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CMRC agree on a new purpose, objectives and values, which replace its previous Charter, March 2018. EC also to leave the board of the CMRC.

Discussion in 'General ME/CFS News' started by Andy, Mar 6, 2018.

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  1. JemPD

    JemPD Senior Member (Voting Rights)

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    well.... I dont know what to think really, but one thing i feel sure of & that is that EC would not be leaving a position of status & influence if it werent to go to a position of higher status & influence, so i'm actually rather troubled by what she will do next. Worrying for the children of our community :cautious: & indeed for us all

    Also this - "build on the momentum created by the Institute of Medicine in the US by securing a high-level report on the illness and research in the UK" concerns me greatly. Greatly greatly greatly.
    The people in charge in the UK are BPSers, their grip is still very firm & when i read the above sentence about such a report from the CMRC i hear "we as BPSers are sick of the IOM report being trotted out by patients & advocates to discredit our work, so we're going to supersede it with our own which will carry more weight here because it'll be British, & we'll have control over what it says, so that'll get rid of the IOM thorn in our sides".
    :(
    Who's going to do the report? The Royal College of Physicians (with SW at the helm)?:jawdrop:....
    or the RC of Psychiatry?.... or ????:unsure: I cant think of any Body i'd trust, esp since i suspect the NICE report will end up at least as bad as the one we have now.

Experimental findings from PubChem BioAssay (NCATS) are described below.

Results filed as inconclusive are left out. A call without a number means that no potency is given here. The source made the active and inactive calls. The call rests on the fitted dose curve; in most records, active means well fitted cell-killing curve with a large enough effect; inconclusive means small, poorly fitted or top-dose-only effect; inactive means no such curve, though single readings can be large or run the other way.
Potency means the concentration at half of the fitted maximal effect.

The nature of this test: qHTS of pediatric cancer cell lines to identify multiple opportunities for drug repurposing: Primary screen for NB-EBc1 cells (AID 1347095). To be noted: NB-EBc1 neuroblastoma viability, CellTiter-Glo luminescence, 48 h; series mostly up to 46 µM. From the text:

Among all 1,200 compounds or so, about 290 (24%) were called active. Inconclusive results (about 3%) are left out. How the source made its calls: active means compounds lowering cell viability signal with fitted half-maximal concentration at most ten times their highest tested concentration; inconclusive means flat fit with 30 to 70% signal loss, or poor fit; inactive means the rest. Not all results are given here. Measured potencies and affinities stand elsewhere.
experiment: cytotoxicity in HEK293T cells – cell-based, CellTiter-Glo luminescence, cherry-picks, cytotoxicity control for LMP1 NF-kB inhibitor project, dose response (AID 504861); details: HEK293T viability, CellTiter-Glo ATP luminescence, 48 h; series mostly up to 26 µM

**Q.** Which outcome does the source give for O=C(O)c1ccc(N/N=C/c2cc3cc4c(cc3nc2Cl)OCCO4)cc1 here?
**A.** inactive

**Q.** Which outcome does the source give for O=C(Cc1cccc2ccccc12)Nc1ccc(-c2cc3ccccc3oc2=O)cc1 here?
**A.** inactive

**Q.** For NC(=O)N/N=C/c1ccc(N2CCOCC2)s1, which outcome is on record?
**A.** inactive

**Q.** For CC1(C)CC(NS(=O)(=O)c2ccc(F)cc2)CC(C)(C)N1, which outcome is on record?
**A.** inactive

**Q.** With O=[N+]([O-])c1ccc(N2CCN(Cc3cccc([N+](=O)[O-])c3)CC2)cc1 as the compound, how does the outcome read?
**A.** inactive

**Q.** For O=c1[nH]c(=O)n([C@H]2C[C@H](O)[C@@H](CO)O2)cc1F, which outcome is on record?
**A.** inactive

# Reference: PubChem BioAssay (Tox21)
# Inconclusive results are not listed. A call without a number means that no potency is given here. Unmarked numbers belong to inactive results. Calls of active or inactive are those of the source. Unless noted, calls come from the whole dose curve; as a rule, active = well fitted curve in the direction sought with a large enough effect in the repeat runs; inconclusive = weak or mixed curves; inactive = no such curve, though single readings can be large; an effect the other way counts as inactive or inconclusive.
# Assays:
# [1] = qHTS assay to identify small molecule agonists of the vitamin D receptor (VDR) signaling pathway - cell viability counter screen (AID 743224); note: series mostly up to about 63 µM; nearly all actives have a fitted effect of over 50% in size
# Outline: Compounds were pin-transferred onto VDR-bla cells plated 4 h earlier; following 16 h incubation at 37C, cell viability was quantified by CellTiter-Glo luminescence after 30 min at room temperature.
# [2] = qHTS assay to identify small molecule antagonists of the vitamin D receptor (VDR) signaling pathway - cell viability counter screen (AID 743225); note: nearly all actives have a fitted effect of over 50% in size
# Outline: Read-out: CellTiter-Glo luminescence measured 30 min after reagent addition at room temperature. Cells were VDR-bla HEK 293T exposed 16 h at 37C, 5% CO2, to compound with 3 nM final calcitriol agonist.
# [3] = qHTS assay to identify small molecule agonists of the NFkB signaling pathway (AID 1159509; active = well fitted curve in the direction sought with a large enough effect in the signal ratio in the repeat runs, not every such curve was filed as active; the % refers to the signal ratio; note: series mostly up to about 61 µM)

Indeed. Lets hope the other CP was an error & it is in fact Chris Pointing, otherwise......:eek:


    And a James Lind partnership is all very wellin theory, as long as they dont use AFME to represent the 'patient' part of the partnership...:rolleyes: like they usually do.

    We'll see.

    I dont want to be negative, but am heartily sick of getting my hopes up only to discover it was nothing more than flowery words & that things will be the same or worse than they were before. Dont trust the CMRC as far as i could throw em, despite having some great individuals involved.

    As @Jonathan Edwards says, if the biobank team etc were to become involved then i'd feel encouraged.
    But for now I'm afraid I'll just wait & see. I dont like sucker punches, so i'll stay wary.
     
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  2. Luther Blissett

    Luther Blissett Senior Member (Voting Rights)

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    Yes, after all, the only reason they accept any biological mechanism is for a plausible explanation of cluster outbreaks that precede our 'abnormal illness behaviour'.

    With tongue firmly in cheek, I suggest there is a place where she would bring the University a competitive advantage...

    [​IMG]
     
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  3. Alvin

    Alvin Senior Member (Voting Rights)

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    Someone once said all warfare is based on deception. I won't believe in this being a positive change until the changes are made and galvanized. AFAIK the child currently under threat of being taken away is still under threat because of failure to improve and blamed as no medical reason for not improving. I also think reparations are in order for those who have been sectioned (correct word), especially in the recent past.
     
    Last edited: Mar 7, 2018
  4. Sean

    Sean Senior Member (Voting Rights)

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    Good riddance. :grumpy:

    I hope the AfME are suitably ashamed of themselves for their role in enabling Crawley's assault on patients, especially children. Though I doubt it.